As the politico-economic exploits of vikings in and around the Frankish realm remain, to a considerable extent, obscured by the constraints of a fragmentary and biased corpus of (near-)contemporary evidence, this volume approaches the available interdisciplinary data on a cumulative and conceptual level, allowing overall spatiotemporal patterns of viking activity to be detected and defined – and thereby challenging the notion that these movements were capricious, haphazard, and gratuitous in character.
Set against a backdrop of continuous commerce and knowledge exchange, this overarching survey demonstrates the existence of a relatively uniform, sequential framework of wealth extraction, encampment, and political engagement, within which Scandinavian fleets operated as adaptable, ambulant polities – or ‘hydrarchies’. By delineating and visualising this framework, a four-phased conceptual development model of hydrarchic conduct and consequence is established, whose validity is substantiated by its application to a number of distinct regional case studies. The parameters of this abstract model affirm that Scandinavian movements across Francia were the result of prudent and expedient decision-making processes, contingent on exchanged intelligence, cumulative experience, and the ongoing individual and collective need for socioeconomic subsistence and enrichment.
Monarchs and Hydrarchs will appeal to both students and specialists of the Viking Age, whilst serving as an equally valuable resource to those investigating early medieval Francia, Scandinavia, and the North Sea world as a whole.
Table of Contents
I. Introduction; II. The Scandinavian Perspective; III. Carolingian Francia; IV. Earliest Franco-Scandinavian Contact (up to 814); V. Early Viking Encounters (up to 840); VI. Intensified Viking Activity (c. 840s-930s); VII. Conceptual Development Model; VIII. Concluding Remarks and Discussion
Christian Cooijmans is a British Academy Research Fellow at the University of Liverpool, UK. Having obtained his doctorate from the University of Edinburgh, his research focusses on the reach and repercussions of viking endeavour across mainland Europe, as well as its ensuing, premodern historiography.
Monarchs and Hydrarchs is an original and potentially important piece of work, which challenges widely accepted particularist interpretations of Viking activity in northern continental Europe, and rather seeks a coherent and dynamic understanding of the phenomenon. In applying the concept of ‘hydrarchy’ to the analysis of a range of sources (both well-known and under-researched), the study provides not only new data, but a new theoretical framework for their interpretation. Elegantly written and impressive in its interdisciplinary scope, this volume should be of significant interest to early medieval historians, archaeologists, and other scholars with or without previous knowledge of Scandinavian activity on the Continent.
Dr Steven Ashby, Senior Lecturer in Archaeology, University of York, UK
This book is an essential read for anyone engaging on research on the Viking Age in Francia. In Monarchs and Hydrarchs, Cooijmans has combined detailed analysis of viking activity and politics with the application of abstract conceptual models to identify overarching patterns of behaviour. One of the great strengths of the book is Cooijmans’s ability to draw on sources in a variety of languages and from different disciplines to develop an original and overarching survey of this field.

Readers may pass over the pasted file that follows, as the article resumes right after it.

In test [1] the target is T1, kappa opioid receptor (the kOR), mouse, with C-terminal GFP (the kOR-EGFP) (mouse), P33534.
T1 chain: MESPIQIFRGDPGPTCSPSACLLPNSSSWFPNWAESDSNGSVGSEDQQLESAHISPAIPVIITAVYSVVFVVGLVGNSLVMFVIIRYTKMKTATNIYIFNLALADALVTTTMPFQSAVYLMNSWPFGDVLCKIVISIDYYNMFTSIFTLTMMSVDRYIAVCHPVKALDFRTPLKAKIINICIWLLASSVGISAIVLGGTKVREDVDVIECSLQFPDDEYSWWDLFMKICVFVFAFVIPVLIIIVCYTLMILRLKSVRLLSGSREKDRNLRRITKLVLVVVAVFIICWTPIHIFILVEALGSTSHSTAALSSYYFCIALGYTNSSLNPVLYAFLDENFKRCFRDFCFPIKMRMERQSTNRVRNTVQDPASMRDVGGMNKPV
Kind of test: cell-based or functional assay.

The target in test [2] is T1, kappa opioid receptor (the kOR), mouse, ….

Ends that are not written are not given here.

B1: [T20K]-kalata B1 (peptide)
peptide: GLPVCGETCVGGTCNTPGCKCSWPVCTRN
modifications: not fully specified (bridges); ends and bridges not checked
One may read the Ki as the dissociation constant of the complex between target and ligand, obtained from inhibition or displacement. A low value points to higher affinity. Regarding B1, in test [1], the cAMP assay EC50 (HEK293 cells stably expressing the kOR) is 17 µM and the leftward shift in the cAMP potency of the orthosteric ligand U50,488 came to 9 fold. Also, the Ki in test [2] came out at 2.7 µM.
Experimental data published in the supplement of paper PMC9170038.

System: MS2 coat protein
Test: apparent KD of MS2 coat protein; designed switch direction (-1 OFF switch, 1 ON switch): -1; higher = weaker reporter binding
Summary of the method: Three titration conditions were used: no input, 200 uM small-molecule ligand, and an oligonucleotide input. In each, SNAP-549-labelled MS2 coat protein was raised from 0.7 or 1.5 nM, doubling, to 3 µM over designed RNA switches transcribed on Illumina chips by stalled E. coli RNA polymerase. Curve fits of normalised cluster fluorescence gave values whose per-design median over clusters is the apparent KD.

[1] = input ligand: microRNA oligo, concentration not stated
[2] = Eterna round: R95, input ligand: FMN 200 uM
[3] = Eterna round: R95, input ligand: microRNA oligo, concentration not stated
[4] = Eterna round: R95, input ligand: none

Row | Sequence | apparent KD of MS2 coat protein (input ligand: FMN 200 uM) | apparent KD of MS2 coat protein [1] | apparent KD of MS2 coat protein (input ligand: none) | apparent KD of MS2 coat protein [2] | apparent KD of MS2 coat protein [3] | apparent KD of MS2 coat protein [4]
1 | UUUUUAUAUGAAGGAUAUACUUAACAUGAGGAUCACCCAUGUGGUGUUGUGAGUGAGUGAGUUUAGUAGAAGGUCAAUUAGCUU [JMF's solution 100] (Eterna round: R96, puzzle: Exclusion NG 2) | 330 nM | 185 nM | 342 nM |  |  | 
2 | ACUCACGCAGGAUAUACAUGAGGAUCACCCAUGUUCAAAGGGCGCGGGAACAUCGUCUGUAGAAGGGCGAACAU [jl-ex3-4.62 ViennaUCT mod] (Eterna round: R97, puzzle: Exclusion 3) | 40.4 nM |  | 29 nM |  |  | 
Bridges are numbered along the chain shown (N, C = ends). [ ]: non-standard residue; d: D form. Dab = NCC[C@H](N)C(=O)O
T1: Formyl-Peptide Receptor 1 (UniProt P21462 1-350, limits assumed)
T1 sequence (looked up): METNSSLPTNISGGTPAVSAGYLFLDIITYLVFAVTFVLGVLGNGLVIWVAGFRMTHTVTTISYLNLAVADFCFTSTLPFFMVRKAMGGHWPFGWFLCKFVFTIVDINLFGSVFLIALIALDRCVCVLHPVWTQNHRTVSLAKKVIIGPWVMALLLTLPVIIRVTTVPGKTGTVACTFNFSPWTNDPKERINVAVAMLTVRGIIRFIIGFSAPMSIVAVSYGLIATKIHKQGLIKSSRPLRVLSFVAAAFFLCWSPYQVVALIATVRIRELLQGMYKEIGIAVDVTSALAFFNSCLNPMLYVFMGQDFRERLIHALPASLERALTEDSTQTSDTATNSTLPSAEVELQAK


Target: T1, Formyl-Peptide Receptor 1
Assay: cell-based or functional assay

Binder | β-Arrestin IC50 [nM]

Dr Clare Downham, Reader in Irish Studies, University of Liverpool, UK
The contacts between the Scandinavian world and the Frankish realm of Charlemagne and beyond have been commonly viewed through the lens of near-contemporary sources of variable bias, limited onomastic elements, and even fewer archaeological finds. An awareness of the incursions along the major waterways underpins our basic knowledge of the region. These rivers, selected as case study regions (Loire, Seine, and the Lower Rhine-Meuse-Scheldt basin) are viewed here by Cooijmans as ‘representing expansive corridors of waterborne commerce and communication’ and, crucially, the points of convergence of mariners from various origins – not only those from the northern neighbours. However, in exploring and indeed characterising the so-called hydrarchy established through targeted contact (up to the 840s CE) and intensive activity (840s–930s CE) in the region, Monarchs and Hydrarchs enables insight into changes from passing contact to permanent settlement in Francia.
Through the development of a temporal model, where the contact is subdivided into four distinct elements, commencing before the death of Charlemagne in 814 and progressing in intensity into the 930s, the author critically assesses the sources and demonstrates a clarity in the expedient decision-making of the vikings, based on ‘exchanges of intelligence, cumulative experience, and the collective need for socioeconomic subsistence and enrichment’. These words are the author’s, succinctly phrased and economically expressed, a true feature of the writing style of this volume. Through the detailed examination of the written sources in combination with a critical assessment of earlier scholarship, this author makes full use of the views of earlier scholars – building upon their strengths rather than fashionably demolishing all that has been written before. This is a valuable and major contribution to scholarship which will be well-cited for many years to come.
Dr Colleen Batey,Senior Lecturer in Archaeology, University of Glasgow, UK